Scatter my ashes here...

Scatter my ashes here...
scatter my ashes in the desert...

Monday, October 21, 2013

Detox Day One: Healing from Health Care

I survived the weekend. Thankfully everyone there this weekend was cool. We actually had enough staff and we were able to get through our days without being impossibly rushed. As soon as I got there Saturday morning and saw who was on I was able to relax and enjoy the weekend. I thoroughly enjoyed the patient care part of it.

I'm looking forward to the real detox, though I know it will be difficult to make it through those last two weeks when I go back in November. I look forward to having some breathing time, do a little healing, though I know how fast that can be reversed! At least when I go back, I will know it is my final stretch. So this is sort of a pre-detox session, and I will do the real one when I'm completely done after November 16th.

I woke up Sunday night hot flashing and came into the extra bedroom office and tried to cool down. I wish I felt like my life was mine again. I want to get back to feeling better physically so I can move forward too.

I went back to the pool this morning and started my workouts again. I won't be working too hard, just getting the relaxing effect of a long workout in the water followed by an easy run on land. Running in the pool and swimming are both physically and emotionally therapeutic, and the water supports you. It's almost like getting an all-over hug.

Last week again I was too stressed to do anything substantial, I ran an hour each on three different days. I'm starting to envy all the people posting about their marathons and workouts on Facebook.

So this morning in the pool I ran for an hour with no problem. I even did some intervals to break up the monotony. I planned to swim 1200 meters after that. I got in the pool and began to swim. On my very last lap before I hit 800 meters, I got a killer calf cramp that made me stand straight up in the pool and I almost screamed out loud. Fortunately I was in shallow water and I was on the lane next to the edge of the pool so I grabbed onto the side of the pool and stood there until the cramp let up, but it never really did. Every time I thought it was easing up I started to move and then it would seize up again, just as painful as before.

I knew I was done for the day. I was probably dehydrated from my work weekend- I never drink enough during my shifts, and I've been drinking beer at night and coffee in the morning. I knew I needed to get out of the pool, go home, and rehydrate. But first there was the problem of moving without cramping.

Finally, I used my arms to pull myself to finish the lap and waited for a few minutes, stretching, before trying to climb out of the pool. When I got myself up there, I got two more cramps- this time in my gracilis muscle- my inner thigh- and the arch of my foot. All the cramps were on my left side. So I sat there on the edge of the pool, I couldn't get up. I had to pull myself up by the starting blocks and slowly limp toward the locker room.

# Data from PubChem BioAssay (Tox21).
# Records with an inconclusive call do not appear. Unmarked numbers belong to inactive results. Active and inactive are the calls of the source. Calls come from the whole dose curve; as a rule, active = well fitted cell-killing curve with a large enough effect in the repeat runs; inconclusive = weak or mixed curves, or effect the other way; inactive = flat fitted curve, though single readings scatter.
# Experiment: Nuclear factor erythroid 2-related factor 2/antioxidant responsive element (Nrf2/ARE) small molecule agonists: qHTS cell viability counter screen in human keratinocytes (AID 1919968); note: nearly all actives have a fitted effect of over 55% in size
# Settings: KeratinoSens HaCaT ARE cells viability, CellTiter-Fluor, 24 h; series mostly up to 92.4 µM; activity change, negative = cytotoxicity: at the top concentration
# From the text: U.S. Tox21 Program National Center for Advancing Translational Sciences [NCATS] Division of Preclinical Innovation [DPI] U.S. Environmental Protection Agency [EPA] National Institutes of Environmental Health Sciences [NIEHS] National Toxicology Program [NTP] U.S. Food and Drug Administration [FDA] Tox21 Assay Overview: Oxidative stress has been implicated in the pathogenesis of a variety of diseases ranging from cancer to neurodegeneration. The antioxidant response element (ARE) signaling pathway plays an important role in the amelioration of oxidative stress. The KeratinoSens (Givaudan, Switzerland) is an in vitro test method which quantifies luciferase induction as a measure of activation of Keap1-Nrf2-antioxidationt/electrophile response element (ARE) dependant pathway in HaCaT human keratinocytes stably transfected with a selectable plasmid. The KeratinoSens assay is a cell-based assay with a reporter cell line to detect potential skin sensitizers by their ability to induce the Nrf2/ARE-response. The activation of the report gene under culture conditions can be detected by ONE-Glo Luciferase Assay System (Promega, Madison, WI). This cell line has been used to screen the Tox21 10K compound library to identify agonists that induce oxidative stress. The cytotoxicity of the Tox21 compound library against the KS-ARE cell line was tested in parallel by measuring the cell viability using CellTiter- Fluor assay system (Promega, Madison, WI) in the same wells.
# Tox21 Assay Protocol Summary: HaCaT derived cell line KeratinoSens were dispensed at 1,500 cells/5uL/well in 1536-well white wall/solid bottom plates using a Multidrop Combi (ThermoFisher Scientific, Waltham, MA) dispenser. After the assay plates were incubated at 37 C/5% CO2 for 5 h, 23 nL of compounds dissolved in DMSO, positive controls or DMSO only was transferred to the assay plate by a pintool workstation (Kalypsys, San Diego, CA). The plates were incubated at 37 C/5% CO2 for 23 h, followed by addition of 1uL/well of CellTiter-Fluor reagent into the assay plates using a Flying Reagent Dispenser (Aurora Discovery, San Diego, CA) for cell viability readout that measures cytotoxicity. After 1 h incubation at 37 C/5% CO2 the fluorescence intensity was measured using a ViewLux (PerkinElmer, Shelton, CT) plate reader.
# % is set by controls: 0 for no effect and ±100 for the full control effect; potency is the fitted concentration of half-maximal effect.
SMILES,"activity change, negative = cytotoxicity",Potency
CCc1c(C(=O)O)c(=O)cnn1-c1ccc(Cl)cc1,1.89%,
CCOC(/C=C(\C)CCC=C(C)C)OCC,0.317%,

Later I had lunch with a friend who used to work with me, she went through a remarkably similar experience to mine before she left. It was good to talk with her, and I know that I will move on beyond this, as painful as it's been.

The thoughts that go through my head these days are about nurses who get out of nursing, and there are so many of them, there is so much support and validation from those who got out. I'm discovering a whole world out there of nurse entrepreneurs, independent nurses, people who either couldn't deal with the oppressive environment of hospital and corporate nursing, or got out on their own for some other reason.

It makes me wonder, what is it that keeps people in hospital nursing, in these toxic environments, for twenty or more years? How can anyone stomach that? But they do. Do they love it that much? Scared to change? Scarred by compassion fatigue from lack of time to debrief after traumatic experiences? Slaves to a paycheck? I suppose there are people who are able to separate themselves mentally from the environment so they can go on. And there are others who are sensitive to it and stay and become sick.

I know I look sick. I am washed out, wrinkled, overweight, my eyes are sunken into my head, I don't even feel like I have an athlete's body anymore. I want to get back to taking care of myself. The past six months I haven't even been able to stick to a consistent routine of working out and eating right.

Sunday my coworkers were talking about one of the nurses we used to work with who was in a different department from us but used to come to our area to help us a lot. She left about a year ago. They said she looks great, she lost 60 pounds, she looks younger, her face doesn't look drawn or stressed anymore, and she's happy.

I had some pictures taken last week by a professional photographer, for my business website, and I couldn't believe how bad I looked. I really do look awful, pale, older, matronly. Not healthy or athletic or anything resembling active or vibrant. I don't even recognize that person in the photographs. I need to wait until about 6 months after I leave the job and then get them re-taken.

I wrapped up the day by going out with another former coworker. As we talked, there were a few things that came up in the conversation that validated my decision to leave even more. I got home by 9 pm and went to bed, and slept pretty much straight through the night...

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